Something tangentially related to this – I wanted to use KDevelop recently to work on some KDE code (KF5-based), but I couldn’t find a way of bringing a KDE application or library into KDevelop in such a way that I could reliably build and run it – the first sticking point was that importing the component as a cmake project meant that KDevelop wanted to build it with the system cmake version which doesn’t work; it also didn’t seem to want to give me a valid context in which to run the application i.e. against the sysroot built with kdesrc-build.
It seems to me that working on KDE itself ought to be a use case that KDevelop should support; perhaps it is and it just hasn’t caught up with KF5, I’m not sure. In the end I gave up and used Kate (in conjunction with kdesrc-build), but that lost me any ability to get context information and lookup on symbols etc.
Have a look at QtCreator. I think they’ve done a fantastic job. It’s the only IDE I’ve ever used that I feel is actually more useful than it is in my way.
Eclipse is probably the worst in terms of clutter to the point that there is barely room on the screen for the actual code. Visual Studio is a little better but not much, mostly by virtue of having more compact controls and Windows defaulting to smaller fonts. KDevelop was pretty similar to both last I tried about 4 years ago but of course has a much better code editor in Kate. Both Eclipse and KDevelop have this idea of perspectives that tries to improve the workflow but feels very clunky. It was really terrible in KDevelop last I tried it because it was very slow to switch between debug and edit. Visual Studio is even worse because it doesn’t expose the feature directly, but switches panes around unexpectedly when debugging.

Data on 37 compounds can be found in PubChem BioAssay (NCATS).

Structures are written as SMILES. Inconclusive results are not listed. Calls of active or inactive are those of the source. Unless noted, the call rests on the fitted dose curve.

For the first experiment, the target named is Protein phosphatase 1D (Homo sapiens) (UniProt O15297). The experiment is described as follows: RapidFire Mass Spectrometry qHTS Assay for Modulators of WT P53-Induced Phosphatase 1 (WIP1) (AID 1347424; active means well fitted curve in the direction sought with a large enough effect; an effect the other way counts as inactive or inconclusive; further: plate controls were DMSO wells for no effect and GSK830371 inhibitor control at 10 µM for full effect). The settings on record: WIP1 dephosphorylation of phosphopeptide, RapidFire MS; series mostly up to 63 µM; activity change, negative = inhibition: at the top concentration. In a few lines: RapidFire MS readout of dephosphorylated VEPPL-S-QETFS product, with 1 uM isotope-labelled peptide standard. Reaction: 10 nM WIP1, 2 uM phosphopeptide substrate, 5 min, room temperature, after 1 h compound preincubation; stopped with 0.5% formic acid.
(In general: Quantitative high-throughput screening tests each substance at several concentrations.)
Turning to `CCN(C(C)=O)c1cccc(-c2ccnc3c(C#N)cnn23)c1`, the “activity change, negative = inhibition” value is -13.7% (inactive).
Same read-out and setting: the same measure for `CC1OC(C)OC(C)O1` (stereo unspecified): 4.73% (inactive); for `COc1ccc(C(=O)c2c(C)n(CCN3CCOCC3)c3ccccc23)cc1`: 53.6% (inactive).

In a way, QtCreator has the same idea but it’s fast and simple and just works. It exposes the modes in a very obvious way so that I never have to think about “perspectives” or “activities” or some other add-on gadget of the IDE. The output panes never simply disappear (ahem Visual Studio), but are always available in nicely compact tabs along the bottom. It also has some nice intuitive shortcuts, like how repeatedly hitting escape will close output panes and take you back to edit mode with the code taking up most of the screen.
I think the light vs hollistic difference is what separates Kate and Kdevelop. If I’m glueing up a Python script I’ll use Kate. If I’m working on a big multi-file project with complex builds and debugging needs I’ll use kdev.
Of course, options are the best. Having a toggle option to hide the selector bars is great since you can already keybind everything ever, so if you want to keymap your UI and hide the sides thats fine. I never minded it much, and most features I use once in a while I like to keep available, but I won’t memorize shortcuts for them. There is probably a middle ground somewhere, where you have a switcher menu in the individual panels to all the elements you assign there, but by default it only shows “most frequently accessed / recently accessed” features, so that over time you only have immediate access to whatever you are actually using the most.
While I appreciate the thought that went into this, I don’t think modal UIs of this sort really work. You wind up with two very different experiences to maintain which compete for attention, and both tend to suffer from it. I think KDevelop should rather dare to make a hard decision on how it wants to look by default, and stick with it.
(I use a reduced layout myself.)